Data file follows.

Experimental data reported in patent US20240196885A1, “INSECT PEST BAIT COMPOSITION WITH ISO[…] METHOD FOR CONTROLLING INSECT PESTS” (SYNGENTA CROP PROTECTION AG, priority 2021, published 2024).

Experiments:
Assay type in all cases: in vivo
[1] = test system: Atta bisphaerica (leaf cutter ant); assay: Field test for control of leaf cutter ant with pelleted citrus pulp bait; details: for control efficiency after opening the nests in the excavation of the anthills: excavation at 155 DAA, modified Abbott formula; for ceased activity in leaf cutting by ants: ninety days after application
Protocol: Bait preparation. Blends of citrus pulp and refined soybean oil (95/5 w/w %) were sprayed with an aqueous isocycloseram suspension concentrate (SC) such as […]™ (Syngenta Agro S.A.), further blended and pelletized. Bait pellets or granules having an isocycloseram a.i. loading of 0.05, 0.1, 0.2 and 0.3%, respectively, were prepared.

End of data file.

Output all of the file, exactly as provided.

Experimental data reported in patent US20240196885A1, “INSECT PEST BAIT COMPOSITION WITH ISO[…] METHOD FOR CONTROLLING INSECT PESTS” (SYNGENTA CROP PROTECTION AG, priority 2021, published 2024).

Experiments:
Assay type in all cases: in vivo
[1] = test system: Atta bisphaerica (leaf cutter ant); assay: Field test for control of leaf cutter ant with pelleted citrus pulp bait; details: for control efficiency after opening the nests in the excavation of the anthills: excavation at 155 DAA, modified Abbott formula; for ceased activity in leaf cutting by ants: ninety days after application
Protocol: Bait preparation. Blends of citrus pulp and refined soybean oil (95/5 w/w %) were sprayed with an aqueous isocycloseram suspension concentrate (SC) such as […]™ (Syngenta Agro S.A.), further blended and pelletized. Bait pellets or granules having an isocycloseram a.i. loading of 0.05, 0.1, 0.2 and 0.3%, respectively, were prepared.